This turns out to be a particularly interesting observation in the range where 1 GeV < Ee < 10 GeV, i.e. when the total collision energy (2 Ee) is between 2 and 20 GeV. If Ee is any lower, the effects of the strong nuclear force make the production of quarks extremely complicated (as we’ll see in another post). But when the collision energy is above 2 GeV, things start to settle down, and become both simple and interesting.
A post for general readers who’ve heard of quarks; if you haven’t, try reading here:
The universe has six types of quarks, some of which are found in protons and neutrons, and thus throughout all ordinary material. For no good reasons, we call them up, down, strange, charm, bottom and top. Today and tomorrow I want to show you how we know their electric charges, even though we can’t measure them directly. The only math we’ll need is addition, subtraction, and fractions.
Today we’ll review the usual lore that you can find in any book or on any website, but we’ll see that there’s a big loophole in the lore that we need to close. Tomorrow we’ll use a clever method to close that loophole and verify the lore is really true.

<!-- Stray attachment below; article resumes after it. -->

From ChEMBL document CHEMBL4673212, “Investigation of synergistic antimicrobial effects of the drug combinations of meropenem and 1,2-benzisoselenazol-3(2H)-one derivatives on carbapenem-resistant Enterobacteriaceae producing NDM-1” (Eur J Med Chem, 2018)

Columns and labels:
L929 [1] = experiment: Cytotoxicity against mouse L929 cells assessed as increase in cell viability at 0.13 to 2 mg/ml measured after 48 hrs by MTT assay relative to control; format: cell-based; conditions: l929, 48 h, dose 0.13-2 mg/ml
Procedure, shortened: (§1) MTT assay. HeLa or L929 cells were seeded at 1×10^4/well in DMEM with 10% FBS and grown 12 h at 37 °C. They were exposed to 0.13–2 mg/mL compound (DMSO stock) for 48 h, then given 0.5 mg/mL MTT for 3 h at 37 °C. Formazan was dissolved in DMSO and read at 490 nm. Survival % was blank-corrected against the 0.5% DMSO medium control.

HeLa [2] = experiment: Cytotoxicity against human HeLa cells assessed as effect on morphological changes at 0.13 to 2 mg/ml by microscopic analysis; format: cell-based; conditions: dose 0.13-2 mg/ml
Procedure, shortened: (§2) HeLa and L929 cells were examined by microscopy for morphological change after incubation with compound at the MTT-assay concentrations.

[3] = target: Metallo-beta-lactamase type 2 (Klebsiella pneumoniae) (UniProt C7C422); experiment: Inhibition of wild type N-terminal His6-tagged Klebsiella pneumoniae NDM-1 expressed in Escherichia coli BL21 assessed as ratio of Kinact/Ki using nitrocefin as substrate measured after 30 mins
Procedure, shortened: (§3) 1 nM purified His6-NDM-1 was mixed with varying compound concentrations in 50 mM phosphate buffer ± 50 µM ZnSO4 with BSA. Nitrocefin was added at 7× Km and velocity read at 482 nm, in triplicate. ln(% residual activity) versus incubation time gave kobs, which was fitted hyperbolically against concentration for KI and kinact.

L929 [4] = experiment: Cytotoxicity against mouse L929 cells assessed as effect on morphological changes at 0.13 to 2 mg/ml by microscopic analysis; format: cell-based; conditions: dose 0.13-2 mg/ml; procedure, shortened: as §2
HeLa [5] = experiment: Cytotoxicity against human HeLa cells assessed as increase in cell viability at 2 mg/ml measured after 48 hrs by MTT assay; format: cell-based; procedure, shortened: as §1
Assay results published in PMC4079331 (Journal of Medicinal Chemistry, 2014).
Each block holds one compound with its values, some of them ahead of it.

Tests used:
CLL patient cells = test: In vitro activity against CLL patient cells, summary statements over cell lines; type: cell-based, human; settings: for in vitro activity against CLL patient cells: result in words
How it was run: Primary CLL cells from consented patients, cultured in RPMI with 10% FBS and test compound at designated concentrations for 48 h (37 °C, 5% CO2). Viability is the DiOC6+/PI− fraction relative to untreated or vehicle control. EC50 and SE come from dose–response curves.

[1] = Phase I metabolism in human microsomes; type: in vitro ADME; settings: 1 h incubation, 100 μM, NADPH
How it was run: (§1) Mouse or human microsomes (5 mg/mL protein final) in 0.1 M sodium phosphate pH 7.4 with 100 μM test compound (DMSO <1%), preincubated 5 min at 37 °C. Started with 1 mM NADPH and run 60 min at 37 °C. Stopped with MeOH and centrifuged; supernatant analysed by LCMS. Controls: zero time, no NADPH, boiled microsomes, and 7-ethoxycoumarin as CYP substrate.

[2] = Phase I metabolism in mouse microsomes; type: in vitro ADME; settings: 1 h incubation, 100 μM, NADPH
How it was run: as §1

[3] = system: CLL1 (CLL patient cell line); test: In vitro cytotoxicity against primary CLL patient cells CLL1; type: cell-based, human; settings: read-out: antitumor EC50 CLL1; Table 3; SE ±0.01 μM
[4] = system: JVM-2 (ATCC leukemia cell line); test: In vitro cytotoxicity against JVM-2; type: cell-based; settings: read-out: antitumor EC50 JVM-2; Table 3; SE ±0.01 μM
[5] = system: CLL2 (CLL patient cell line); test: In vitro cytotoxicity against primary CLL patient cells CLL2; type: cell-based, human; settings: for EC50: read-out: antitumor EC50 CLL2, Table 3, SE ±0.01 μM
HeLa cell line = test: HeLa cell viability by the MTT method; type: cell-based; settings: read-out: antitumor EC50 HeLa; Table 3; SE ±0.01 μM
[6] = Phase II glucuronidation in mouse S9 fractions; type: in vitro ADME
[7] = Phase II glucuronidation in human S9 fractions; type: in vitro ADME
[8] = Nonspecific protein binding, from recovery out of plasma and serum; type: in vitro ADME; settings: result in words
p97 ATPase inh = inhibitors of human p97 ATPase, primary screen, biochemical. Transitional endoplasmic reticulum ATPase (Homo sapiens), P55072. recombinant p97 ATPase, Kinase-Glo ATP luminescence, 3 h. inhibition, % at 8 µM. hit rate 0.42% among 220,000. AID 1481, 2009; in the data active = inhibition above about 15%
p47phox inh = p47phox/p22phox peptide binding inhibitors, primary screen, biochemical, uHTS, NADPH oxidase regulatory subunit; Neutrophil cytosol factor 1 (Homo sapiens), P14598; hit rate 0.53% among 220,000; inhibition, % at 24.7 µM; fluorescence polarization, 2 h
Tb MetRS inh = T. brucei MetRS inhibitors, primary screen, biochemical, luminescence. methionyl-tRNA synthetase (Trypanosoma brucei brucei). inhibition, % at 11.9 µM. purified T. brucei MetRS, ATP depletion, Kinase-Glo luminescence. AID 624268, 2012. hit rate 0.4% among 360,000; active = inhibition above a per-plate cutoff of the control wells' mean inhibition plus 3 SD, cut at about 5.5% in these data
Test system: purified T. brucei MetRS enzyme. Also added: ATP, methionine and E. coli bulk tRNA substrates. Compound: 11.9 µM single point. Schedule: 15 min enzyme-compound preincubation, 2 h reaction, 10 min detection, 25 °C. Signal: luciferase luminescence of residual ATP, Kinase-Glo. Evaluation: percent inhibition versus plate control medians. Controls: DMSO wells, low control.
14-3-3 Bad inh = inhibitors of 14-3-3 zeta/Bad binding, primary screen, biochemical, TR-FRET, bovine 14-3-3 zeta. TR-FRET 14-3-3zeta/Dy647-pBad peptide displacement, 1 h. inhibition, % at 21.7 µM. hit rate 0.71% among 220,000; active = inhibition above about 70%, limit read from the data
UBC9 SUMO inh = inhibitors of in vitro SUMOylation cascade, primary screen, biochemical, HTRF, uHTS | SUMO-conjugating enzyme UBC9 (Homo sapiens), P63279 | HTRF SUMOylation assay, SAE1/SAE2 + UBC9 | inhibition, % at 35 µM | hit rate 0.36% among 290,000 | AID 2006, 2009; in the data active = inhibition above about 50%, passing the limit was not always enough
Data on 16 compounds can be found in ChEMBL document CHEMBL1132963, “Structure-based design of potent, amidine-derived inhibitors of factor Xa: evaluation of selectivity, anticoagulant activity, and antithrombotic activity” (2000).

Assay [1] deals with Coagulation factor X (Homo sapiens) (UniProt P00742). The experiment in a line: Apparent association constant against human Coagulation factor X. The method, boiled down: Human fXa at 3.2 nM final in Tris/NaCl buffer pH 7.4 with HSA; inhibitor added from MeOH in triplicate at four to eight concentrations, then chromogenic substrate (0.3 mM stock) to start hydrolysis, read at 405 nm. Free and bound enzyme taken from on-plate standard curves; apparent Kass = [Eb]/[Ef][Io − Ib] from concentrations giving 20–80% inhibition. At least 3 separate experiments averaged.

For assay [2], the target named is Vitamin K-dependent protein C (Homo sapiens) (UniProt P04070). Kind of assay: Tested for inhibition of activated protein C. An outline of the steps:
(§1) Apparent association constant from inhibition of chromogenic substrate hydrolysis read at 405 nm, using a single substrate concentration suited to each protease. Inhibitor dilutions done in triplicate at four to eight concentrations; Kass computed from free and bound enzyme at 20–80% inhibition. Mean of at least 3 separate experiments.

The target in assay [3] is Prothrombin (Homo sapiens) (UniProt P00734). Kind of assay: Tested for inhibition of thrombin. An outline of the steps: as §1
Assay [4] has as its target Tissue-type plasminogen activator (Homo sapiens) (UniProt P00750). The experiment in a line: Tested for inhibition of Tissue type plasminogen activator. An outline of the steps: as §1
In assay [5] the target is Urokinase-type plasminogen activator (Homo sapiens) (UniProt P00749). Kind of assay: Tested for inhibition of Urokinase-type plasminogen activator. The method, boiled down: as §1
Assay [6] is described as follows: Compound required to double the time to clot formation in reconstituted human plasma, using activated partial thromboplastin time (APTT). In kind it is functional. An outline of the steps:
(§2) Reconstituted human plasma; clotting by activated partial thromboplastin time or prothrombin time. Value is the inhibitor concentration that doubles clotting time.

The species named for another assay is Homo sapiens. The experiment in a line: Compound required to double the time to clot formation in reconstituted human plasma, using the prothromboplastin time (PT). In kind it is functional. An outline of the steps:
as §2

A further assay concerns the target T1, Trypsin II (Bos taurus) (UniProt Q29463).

The Lore for Protons and Neutrons
Physicists usually define electric charge so that
the proton has electric charge +1
the electron has charge -1,
the neutron has charge 0 (i.e. electrically neutral, hence its name).
[Throughout the remainder of this post, I’ll abbreviate “electric charge” as simply “charge“.]
As for the six types of quarks, the lore is that their charges are [using notation that “Qu” means “electric charge of the u quark“]: